Industrial Policy has been post-Berlin Wall code for all sorts of government involvements in the economy. When the Japanese economy was doing well in the 1980s, socialists clung to IP, making much of the example of Japan's MITI, even though socialists had just experienced a bad decade (or century).
Much less was heard about the merits of IP when Japan's economy floundered in the 1990s. In fact, the term IP is not much used in the US anymore but, of course, its essence is all around us.
Some of our most regulated markets are land and housing in cities. Land use and land improvement is routinely thought to be the province of local (or state) governments -- which are thought to be implementing some sort of master plan. The nomenclature resonates with just enough people who put normal skepticism aside -- or who may see an opportunity for gain. This is why IP is simply the politicization of markets -- with all of the attendant problems.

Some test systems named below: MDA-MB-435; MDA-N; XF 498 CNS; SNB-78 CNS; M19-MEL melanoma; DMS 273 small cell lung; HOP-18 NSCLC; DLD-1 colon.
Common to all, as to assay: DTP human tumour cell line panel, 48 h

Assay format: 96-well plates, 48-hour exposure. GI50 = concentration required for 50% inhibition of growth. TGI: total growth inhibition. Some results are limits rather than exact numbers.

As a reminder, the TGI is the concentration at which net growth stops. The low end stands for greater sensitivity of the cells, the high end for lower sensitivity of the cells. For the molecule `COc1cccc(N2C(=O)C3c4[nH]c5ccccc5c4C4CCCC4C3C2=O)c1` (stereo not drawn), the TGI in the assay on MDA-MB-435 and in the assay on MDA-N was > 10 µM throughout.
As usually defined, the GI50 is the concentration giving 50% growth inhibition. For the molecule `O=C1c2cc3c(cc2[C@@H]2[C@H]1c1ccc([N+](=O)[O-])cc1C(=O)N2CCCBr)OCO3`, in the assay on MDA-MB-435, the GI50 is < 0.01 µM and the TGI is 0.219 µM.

Put Eminent Domain Abuse through Google and thousands of sites come up. Most depict episodes that restrict property rights, limit liberties, diminish market efficiency and raise serious equity concerns. What's not to dislike?
Can there be eminent domain without eminent domain abuse. Perhaps not. Bruce Benson has argued that holdout problems are not, by themselves, potent enough to warrant eminent domain powers. Perhaps the only way to limit eminent domain abuse is to jettison eminent domain.